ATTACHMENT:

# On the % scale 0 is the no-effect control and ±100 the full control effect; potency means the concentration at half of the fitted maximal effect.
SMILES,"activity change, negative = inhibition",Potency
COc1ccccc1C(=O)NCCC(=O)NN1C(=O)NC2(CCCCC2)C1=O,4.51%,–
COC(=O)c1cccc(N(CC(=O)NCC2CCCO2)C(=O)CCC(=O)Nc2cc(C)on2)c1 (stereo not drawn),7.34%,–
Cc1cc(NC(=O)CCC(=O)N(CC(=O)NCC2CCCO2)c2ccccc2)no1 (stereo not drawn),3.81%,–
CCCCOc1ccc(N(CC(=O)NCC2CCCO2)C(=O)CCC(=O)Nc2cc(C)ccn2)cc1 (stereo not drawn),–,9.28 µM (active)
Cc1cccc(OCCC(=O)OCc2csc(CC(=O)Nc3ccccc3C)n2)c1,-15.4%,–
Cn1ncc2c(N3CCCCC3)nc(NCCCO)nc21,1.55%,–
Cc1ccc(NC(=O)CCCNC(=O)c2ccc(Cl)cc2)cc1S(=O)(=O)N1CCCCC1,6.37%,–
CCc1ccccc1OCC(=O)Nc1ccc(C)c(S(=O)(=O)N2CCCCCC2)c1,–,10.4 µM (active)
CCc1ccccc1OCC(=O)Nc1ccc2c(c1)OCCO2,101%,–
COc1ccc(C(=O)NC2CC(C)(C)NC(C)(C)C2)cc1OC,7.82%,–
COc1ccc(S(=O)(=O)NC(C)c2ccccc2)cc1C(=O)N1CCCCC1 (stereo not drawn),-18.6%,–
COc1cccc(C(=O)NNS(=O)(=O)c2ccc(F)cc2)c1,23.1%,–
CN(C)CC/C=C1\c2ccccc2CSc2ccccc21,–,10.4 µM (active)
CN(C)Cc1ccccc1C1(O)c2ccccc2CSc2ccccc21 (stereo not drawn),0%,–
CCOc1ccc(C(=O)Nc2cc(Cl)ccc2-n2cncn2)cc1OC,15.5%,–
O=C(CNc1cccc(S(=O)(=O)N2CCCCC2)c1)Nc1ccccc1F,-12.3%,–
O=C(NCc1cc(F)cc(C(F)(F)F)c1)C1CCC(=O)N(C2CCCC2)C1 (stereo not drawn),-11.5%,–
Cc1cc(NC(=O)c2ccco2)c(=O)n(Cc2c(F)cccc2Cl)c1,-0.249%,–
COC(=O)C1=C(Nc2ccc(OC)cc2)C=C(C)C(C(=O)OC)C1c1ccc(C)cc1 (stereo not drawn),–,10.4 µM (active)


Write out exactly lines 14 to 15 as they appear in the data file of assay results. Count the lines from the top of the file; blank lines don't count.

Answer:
COc1cccc(C(=O)NNS(=O)(=O)c2ccc(F)cc2)c1,23.1%,–
CN(C)CC/C=C1\c2ccccc2CSc2ccccc21,–,10.4 µM (active)